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Soaring white columns of sleek white rock flank the entrance to the Coral Gables Art Cinema. Along Aragon Avenue, fossilized corals form a textured grey rock wall. Concrete street signs mimicking the limestone rest at the base of each street, forcing navigators to look down to find their way. The entire city of Coral Gables seems artistically inspired by the natural world beneath the surface, in the waters around and just below.
And it all started with one house.
In 1899, when Althea Fink Merrick moved to Miami with her family, sight unseen, she arrived at her new home to find that it was little more than a wooden shack surrounded by scattered guava trees. With no money to go back, she focused instead on building anew.
But in a city with no natural brick, building a sturdy house was a challenge.
So Merrick turned to oolitic limestone, a smooth sedimentary rock mined from nearby quarries. It gave the house’s exterior an unusual, textured pattern, but it was strong, and stately in its own way.
The gabled roof mirrored the Massachusetts summer home of former president Grover Cleveland. (A gabled roof is designed with two sloping sides meeting in the middle at a gable, which is a triangle. Imagine a typical child’s drawing of a house.)
She designed a home that blended her new life in South Florida and her roots in New England. The house, with the gabled roof and limestone walls — which they wrongly thought was coral — came to be called “Coral Gables.”
Years later, her son George Merrick went on to design the rest of the area in a similar style, naming the city after the house he grew up in.
But the city’s name is a bit misleading. Most of what we think of as coral in the Gables is actually an oolitic limestone, according to Colin Foord, a marine biologist and co-founder of Coral Morphologic, an arts and education organization focused on coral.
Oolitic limestone like the one used on the Merrick House is made up of millions of tiny little spheres of calcium carbonate called oolites. The calcium carbonate comes from lots of different things, but usually is an accumulation of pieces of shells, corals, algae, and fecal debris. It can also be formed from precipitation.
Much of the construction back then was done with this material because there was no other rock found locally, according to Foord. It was also perfect for the Mediterranean style Merrick envisioned for the area’s two-story homes with pitched roofs and textured walls.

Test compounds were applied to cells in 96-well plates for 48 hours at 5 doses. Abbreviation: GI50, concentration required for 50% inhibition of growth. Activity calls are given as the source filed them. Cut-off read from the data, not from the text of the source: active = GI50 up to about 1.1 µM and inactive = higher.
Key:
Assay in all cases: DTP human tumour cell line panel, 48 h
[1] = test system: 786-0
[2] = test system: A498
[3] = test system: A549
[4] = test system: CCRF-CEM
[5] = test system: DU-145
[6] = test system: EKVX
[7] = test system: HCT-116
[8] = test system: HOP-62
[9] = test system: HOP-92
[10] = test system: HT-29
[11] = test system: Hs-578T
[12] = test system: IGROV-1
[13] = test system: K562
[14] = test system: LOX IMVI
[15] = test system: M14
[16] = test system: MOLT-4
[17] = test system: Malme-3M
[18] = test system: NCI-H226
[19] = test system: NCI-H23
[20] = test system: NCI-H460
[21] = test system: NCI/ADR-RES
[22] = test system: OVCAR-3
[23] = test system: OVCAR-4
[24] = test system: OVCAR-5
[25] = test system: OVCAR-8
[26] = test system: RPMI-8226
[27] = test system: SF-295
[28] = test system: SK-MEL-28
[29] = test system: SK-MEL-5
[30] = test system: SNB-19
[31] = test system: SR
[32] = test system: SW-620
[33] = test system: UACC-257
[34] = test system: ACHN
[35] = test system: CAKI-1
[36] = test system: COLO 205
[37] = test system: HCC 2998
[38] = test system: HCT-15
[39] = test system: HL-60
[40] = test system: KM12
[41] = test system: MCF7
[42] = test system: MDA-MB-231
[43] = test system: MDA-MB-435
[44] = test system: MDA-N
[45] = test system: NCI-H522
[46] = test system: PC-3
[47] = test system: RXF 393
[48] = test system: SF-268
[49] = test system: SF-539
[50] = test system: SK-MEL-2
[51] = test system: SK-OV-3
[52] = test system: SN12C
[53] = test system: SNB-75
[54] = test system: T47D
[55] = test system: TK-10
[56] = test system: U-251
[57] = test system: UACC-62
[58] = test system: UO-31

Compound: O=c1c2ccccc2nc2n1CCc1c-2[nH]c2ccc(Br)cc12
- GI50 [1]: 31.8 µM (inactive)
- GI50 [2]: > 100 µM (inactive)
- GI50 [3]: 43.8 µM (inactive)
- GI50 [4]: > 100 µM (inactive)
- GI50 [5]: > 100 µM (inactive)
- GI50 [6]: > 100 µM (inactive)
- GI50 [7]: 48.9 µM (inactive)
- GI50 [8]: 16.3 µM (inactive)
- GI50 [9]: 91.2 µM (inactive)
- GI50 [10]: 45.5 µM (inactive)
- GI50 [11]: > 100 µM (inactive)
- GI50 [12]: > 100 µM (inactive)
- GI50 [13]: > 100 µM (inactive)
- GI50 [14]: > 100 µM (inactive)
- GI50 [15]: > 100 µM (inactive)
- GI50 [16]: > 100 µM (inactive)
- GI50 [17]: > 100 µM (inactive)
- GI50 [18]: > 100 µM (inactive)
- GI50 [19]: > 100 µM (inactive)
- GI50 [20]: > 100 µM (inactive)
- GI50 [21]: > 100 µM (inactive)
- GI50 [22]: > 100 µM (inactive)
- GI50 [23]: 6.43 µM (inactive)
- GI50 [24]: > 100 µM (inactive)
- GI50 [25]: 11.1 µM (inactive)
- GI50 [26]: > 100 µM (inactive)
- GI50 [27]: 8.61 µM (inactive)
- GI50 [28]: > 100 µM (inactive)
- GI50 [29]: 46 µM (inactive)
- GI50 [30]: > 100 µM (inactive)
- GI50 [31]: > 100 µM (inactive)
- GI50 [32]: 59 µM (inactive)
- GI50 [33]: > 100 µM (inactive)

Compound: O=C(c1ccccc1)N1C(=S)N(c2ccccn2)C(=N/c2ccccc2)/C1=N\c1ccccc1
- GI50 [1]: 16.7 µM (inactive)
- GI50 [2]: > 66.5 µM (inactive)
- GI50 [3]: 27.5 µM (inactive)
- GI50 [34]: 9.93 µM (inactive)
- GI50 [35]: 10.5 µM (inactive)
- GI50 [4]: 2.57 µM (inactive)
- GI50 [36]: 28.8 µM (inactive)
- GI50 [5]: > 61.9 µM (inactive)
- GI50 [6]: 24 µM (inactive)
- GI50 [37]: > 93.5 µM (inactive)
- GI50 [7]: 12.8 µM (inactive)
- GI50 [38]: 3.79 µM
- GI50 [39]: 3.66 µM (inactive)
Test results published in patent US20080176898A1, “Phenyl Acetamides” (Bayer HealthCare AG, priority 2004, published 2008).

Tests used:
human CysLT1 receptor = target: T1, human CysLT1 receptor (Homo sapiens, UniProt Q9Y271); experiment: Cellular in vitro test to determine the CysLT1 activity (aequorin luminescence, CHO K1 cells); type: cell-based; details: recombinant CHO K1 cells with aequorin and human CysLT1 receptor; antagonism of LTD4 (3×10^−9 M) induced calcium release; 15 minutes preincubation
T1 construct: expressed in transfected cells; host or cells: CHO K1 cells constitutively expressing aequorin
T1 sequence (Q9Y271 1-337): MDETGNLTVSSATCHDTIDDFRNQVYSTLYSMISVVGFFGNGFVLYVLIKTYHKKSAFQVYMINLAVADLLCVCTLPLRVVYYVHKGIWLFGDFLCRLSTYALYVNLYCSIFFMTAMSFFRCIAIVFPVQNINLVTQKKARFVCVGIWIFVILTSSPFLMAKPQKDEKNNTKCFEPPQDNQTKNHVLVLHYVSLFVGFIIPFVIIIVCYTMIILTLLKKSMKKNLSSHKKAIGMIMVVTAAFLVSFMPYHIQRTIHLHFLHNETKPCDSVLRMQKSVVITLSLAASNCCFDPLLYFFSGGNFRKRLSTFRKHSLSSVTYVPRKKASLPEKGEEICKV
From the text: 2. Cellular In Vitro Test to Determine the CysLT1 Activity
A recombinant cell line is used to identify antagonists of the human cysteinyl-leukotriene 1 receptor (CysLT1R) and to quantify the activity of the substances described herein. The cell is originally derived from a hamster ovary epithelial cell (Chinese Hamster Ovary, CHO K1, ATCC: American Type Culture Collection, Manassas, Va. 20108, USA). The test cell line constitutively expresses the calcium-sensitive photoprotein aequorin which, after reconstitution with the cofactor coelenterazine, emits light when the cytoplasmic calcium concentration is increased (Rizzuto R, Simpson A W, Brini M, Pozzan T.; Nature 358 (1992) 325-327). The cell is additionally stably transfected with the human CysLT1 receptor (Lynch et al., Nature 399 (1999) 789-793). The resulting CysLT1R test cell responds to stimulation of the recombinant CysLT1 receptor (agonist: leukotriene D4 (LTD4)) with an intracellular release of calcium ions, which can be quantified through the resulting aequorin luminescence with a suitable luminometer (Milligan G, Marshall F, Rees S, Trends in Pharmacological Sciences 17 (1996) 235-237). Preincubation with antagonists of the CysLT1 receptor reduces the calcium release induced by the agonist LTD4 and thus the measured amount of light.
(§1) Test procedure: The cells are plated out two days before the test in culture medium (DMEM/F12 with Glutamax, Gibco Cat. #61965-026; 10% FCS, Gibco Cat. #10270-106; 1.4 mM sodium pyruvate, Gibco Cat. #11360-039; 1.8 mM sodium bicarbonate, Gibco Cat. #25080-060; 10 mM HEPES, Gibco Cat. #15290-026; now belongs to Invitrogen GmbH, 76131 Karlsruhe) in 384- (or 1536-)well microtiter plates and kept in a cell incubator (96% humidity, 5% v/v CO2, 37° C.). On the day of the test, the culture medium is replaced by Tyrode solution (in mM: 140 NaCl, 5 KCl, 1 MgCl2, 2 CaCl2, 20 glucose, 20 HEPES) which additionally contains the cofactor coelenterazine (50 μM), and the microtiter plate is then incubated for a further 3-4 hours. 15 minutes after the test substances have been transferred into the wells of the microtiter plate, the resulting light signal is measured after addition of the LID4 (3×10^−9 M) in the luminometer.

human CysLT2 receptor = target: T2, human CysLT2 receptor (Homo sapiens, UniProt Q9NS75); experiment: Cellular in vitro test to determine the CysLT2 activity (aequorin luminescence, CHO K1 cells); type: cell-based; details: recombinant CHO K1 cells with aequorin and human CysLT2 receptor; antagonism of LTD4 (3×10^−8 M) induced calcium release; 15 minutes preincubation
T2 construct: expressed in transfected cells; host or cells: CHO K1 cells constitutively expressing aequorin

How it works
So how do you build with limestone? Well, it starts at a quarry, which are large mounds of limestone that have accumulated over thousands of years. Excavators take a giant circular saw, about six feet in diameter, and cut out big blocks of limestone that weigh about a ton each, according to Dr. Eugene Shinn, a retired research geologist with the U.S. Geological Survey Center for Coastal Geology in St. Petersburg.
Then these limestone bricks are layered one on top of the other and sealed with cement — which is also made by heating up limestone and mixing it with a few other ingredients.
Buildings like the Merrick House, Coral Gables Art Cinema, Books and Books, and the Coral Gables Museum used some limestone quarried from what is now the Venetian Pool. In the early 1900s the pool wasn’t a pool at all — it was a mound of limestone. After it was excavated, water flooded in and turned it into the frigid but beautiful swimming hole it is today.
That process repeated itself across Miami-Dade — many of the small lakes and canals dotting the Gables and other parts of Dade originated as quarries. New ones are still cropping up today, says Foord. Now, the areas around those quarry-turned-lakes are valuable residential waterfront property.
The coral in Coral Gables
Actual coral is used sparingly, and usually only as a decorative facade because it’s so expensive. The Coral Gables Museum, which began as the fire and police station, is one of the few buildings that uses it. The coral-containing limestone rock covering the walls, known as Keystone, was quarried at Windley Key in the Florida Keys.
And it spread throughout the county. When it came time to build the David W. Dyer Federal Building and U.S. Courthouse, designers took inspiration from the Gables and used this Keystone to decorate the walls of the iconic building in Downtown.
Along the walls of the museum and the courthouse, you’ll see brain corals, whose name comes from the way it resembles a cross-section of a human brain. You’ll also find star coral, which looks like a series of little circles randomly pressed next to each other.
And it’s not just on the buildings.
“Both of those are species that are still alive today, so even though in architecture you see them as fossils, this Key Largo Keystone are still alive and are on average 120,000 years old,” Foord said.
If you dive off the coast of the Florida Keys, it might not look so unfamiliar, because families of these corals that now adorn the walls of Coral Gables live, breath, and similarly decorate an entire world in the water just below.